Stock trading and investing strategies keep evolving at certain months of the year because of the undulations of the financial year. This month of May requires a specific strategy.
Investors usually seem to follow the philosophy of selling in May. But Motley Fool analysts believe that this strategy would only prevent you from getting hold of some really promising stocks. They believe that May is a great month to buy some stocks and not miss out on some great options out therejust by sticking to the theory of selling in May. This year is no different, and these analysts believe that long term investors have some cool energy stocks to add to their portfolios. This could be the right time for it.
US Silica Holdings ($SLCA)
This sand supplier can capitalize on the hydraulic fracturing sand (frack sand) demand. This demand is always high, though the stock market has not always dealt favorably towards sand suppliers such as US Silica which is the most financially secure of these companies. That makes it trade very reasonably for 8.2 timesratio of enterprise value to EBITDA. Analyst Tyler Crowe reckons that the continuous demand makes US Silica an attractive proposition. The risk of the next oil price crash could be further detrimental to US Silica shares, but the company has now made an acquisition in the mineral mining industry that could help it diversify from just supplying frack sand.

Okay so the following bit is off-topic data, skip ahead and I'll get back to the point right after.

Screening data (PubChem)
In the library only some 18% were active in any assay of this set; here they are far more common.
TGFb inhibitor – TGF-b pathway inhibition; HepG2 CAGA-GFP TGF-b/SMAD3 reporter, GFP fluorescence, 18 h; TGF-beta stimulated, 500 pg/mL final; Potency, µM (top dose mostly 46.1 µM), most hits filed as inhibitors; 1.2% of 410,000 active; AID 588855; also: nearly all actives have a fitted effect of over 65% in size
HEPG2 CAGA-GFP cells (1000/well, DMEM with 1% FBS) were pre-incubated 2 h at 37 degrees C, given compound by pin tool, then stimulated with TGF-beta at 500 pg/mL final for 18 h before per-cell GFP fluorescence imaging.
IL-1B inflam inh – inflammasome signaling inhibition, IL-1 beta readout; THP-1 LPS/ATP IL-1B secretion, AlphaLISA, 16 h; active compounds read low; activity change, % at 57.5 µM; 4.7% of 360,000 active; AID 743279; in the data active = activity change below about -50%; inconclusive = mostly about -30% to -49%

Royal Dutch Shell ($RDS-A, $RDS-B)
Shell has a great dividend yield, in the region of 5.4%. And, the management is also taking steps to prepare for the future. Analyst John Bromels believes that these moves should pay off for in 5, 10 or 20 years’ time. The high oil prices now have caused the Shell stock to do well. Brent crude prices have been over $60 per barrel for over six months and rising too. The whole industry has benefited from this. But Shell’s cost-cutting measures during the downturn in oil prices has caused it to benefit more than most other oil companies. In Q1 2018, Shell’s latest quarter, the company’s net income had risen to $5.9 billion, a 66.7% year over year rise. And the company is also paying off its short-term debt.
Now the inevitable question is, what happens if the oil prices come down again? Shell has foreseen that and has moved further into liquefied natural gas. Analysts believe this market is set to grow faster than oil in the coming years. Then, even if oil prices come down, the company can remain afloat. Shell intends to get a share repurchase scheme started soon, so Bromelssays investors should buy into Shell before that happens.
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